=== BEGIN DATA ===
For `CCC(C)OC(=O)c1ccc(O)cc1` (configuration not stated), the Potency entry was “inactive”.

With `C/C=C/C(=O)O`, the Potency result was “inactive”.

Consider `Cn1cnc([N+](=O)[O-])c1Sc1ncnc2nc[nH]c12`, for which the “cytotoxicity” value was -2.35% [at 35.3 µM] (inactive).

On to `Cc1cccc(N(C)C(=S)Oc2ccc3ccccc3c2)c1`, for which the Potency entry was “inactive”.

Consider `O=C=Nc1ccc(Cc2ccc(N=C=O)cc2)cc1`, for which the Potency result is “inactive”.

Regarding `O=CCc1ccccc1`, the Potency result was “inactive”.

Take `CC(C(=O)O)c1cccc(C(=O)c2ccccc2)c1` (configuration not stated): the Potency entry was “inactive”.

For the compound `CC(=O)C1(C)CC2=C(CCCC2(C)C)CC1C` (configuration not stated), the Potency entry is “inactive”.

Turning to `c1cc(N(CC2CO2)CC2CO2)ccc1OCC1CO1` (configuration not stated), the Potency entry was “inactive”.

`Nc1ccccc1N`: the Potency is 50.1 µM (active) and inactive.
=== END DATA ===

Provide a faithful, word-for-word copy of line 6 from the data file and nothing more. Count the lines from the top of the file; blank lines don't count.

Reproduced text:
Regarding `O=CCc1ccccc1`, the Potency result was “inactive”.